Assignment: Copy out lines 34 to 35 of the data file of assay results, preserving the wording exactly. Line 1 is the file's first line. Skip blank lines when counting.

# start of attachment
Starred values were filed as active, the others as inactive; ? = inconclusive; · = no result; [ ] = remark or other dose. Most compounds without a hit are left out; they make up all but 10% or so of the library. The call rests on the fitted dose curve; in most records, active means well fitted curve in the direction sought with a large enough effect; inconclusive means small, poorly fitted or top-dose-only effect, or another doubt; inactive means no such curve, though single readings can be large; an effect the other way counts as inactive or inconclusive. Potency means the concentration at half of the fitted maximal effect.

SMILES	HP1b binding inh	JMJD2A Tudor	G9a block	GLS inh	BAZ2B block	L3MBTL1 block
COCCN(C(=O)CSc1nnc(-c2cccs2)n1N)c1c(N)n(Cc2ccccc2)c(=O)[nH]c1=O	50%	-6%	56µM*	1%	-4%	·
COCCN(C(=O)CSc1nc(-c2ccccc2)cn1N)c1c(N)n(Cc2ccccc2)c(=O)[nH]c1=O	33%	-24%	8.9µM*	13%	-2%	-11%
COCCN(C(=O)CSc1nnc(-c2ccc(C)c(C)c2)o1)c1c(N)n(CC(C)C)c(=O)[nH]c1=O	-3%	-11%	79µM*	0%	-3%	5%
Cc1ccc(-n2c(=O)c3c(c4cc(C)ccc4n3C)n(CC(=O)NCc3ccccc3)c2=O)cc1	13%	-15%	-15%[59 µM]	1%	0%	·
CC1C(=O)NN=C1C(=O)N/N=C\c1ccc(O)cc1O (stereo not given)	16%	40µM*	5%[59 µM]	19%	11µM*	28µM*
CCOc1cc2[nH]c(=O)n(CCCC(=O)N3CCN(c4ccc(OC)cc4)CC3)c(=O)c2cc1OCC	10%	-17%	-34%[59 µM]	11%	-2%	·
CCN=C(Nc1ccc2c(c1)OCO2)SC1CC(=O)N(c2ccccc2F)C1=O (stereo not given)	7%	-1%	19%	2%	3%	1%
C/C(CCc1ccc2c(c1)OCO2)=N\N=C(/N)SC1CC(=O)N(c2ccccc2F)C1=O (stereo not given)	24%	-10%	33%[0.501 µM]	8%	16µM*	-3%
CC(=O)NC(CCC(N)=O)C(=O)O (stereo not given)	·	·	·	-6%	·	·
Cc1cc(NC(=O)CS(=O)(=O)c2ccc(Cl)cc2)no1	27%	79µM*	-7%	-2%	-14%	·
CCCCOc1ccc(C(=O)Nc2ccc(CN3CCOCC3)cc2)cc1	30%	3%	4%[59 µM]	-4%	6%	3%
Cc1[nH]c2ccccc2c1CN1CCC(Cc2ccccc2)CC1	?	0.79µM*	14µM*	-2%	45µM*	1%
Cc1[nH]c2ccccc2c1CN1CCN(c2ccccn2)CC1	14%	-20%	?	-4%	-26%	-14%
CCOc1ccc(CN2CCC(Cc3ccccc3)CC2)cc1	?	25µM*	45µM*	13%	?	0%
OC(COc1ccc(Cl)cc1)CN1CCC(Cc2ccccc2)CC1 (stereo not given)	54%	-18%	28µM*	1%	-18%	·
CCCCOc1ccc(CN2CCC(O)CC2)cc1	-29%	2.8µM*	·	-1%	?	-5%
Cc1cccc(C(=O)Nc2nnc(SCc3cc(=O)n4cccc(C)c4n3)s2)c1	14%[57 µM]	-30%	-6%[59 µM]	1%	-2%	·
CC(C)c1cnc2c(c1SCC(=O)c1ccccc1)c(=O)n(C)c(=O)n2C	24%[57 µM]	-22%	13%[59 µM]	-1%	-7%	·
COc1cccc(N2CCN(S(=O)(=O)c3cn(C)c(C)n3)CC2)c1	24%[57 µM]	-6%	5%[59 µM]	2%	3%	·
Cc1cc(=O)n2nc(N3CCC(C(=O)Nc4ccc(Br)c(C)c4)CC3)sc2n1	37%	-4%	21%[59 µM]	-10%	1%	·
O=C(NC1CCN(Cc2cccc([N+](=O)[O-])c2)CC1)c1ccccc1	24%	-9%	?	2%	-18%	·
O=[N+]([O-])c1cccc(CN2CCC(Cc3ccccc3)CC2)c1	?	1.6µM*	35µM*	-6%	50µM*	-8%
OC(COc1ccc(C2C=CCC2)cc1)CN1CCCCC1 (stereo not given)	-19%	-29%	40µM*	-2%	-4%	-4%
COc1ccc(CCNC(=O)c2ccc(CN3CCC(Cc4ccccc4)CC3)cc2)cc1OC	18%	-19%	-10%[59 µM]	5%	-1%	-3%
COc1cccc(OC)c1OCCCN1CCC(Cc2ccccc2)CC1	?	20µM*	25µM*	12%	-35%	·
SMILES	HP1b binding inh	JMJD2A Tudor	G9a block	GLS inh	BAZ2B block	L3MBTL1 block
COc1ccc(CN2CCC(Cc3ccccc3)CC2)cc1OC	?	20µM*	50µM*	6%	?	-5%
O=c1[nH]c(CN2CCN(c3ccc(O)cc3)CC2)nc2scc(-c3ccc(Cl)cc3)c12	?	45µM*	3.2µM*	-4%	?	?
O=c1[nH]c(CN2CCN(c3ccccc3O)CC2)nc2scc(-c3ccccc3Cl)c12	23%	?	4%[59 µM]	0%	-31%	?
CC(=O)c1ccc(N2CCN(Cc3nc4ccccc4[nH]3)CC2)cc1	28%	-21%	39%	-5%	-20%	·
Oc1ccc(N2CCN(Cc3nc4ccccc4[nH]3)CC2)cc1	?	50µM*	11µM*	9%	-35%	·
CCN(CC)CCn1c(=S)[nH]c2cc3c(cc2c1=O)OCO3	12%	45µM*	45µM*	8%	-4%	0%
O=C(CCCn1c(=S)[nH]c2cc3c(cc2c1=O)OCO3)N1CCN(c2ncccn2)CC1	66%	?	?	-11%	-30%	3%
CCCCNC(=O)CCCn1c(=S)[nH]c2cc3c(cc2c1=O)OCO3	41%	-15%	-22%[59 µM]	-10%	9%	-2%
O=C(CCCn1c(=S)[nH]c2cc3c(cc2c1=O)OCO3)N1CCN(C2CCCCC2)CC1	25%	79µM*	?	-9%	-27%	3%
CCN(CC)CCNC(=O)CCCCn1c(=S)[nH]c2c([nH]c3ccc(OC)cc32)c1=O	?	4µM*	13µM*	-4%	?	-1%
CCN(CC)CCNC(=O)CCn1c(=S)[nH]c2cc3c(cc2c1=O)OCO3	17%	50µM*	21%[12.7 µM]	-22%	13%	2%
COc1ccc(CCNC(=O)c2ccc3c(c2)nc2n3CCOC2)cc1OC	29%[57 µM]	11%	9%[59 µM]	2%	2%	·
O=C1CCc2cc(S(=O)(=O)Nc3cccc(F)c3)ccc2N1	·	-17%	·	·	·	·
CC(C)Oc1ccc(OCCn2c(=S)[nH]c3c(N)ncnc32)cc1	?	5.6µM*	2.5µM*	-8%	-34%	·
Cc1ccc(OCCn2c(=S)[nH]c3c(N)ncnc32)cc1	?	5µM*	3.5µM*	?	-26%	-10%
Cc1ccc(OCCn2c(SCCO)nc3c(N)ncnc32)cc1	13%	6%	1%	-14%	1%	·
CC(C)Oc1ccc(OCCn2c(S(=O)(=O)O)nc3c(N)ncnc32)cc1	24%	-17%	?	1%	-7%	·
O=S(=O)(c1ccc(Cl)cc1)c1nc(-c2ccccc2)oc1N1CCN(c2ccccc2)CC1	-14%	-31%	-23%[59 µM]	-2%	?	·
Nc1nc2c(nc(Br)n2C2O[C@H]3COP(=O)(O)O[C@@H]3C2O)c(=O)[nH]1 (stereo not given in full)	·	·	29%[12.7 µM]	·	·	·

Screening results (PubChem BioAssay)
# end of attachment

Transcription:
CCN(CC)CCn1c(=S)[nH]c2cc3c(cc2c1=O)OCO3	12%	45µM*	45µM*	8%	-4%	0%
O=C(CCCn1c(=S)[nH]c2cc3c(cc2c1=O)OCO3)N1CCN(c2ncccn2)CC1	66%	?	?	-11%	-30%	3%